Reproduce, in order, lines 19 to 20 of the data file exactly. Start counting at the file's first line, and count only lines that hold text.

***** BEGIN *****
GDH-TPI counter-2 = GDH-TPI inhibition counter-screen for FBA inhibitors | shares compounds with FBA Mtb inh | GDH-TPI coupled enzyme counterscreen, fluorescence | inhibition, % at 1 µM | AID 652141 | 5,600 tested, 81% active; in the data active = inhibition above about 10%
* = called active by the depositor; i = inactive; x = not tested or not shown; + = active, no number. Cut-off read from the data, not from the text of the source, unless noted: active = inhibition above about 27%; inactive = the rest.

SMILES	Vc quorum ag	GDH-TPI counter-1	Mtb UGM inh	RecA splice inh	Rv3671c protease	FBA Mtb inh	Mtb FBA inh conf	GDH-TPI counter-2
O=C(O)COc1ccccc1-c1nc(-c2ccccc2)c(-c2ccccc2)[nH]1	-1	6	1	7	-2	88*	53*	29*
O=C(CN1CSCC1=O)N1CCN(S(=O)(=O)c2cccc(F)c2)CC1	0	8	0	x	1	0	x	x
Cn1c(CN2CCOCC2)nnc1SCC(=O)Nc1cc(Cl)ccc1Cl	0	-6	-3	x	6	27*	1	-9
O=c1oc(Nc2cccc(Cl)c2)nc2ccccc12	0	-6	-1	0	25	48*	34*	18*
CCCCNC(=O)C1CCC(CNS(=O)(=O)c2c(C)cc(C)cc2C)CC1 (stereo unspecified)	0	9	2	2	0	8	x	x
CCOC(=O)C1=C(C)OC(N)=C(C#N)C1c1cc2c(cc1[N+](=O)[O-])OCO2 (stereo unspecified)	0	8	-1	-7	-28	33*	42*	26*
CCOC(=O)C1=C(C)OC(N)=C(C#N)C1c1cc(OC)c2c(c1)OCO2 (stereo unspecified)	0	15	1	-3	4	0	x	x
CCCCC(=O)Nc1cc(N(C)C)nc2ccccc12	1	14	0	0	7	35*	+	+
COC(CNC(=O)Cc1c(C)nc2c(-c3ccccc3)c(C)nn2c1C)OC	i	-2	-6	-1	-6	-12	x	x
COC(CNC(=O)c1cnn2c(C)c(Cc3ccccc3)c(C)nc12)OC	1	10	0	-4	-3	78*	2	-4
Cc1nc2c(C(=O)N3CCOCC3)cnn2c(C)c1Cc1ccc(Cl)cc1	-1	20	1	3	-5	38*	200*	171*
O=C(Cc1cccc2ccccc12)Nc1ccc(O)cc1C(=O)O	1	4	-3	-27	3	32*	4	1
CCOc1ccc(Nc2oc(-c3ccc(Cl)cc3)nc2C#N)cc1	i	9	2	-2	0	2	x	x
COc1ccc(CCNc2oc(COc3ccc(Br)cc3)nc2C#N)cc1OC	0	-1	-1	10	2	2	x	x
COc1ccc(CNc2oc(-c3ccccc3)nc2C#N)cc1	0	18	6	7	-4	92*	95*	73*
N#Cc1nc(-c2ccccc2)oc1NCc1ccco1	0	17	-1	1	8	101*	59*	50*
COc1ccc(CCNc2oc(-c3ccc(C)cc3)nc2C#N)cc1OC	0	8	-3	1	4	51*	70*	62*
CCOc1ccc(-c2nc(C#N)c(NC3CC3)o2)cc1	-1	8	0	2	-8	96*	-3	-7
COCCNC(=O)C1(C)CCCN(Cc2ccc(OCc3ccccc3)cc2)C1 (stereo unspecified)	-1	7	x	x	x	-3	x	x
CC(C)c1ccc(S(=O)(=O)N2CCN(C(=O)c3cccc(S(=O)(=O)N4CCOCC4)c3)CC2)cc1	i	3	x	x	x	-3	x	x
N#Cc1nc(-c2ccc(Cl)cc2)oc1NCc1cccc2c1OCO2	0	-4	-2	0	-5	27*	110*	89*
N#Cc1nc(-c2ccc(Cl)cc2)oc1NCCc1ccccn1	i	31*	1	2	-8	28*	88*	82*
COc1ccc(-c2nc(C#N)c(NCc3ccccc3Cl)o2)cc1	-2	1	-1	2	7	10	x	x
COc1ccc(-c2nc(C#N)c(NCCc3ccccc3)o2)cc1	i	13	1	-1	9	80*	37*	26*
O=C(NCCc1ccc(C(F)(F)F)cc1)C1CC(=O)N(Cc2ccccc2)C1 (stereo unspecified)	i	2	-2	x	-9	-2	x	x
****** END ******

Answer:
N#Cc1nc(-c2ccccc2)oc1NCc1ccco1	0	17	-1	1	8	101*	59*	50*
COc1ccc(CCNc2oc(-c3ccc(C)cc3)nc2C#N)cc1OC	0	8	-3	1	4	51*	70*	62*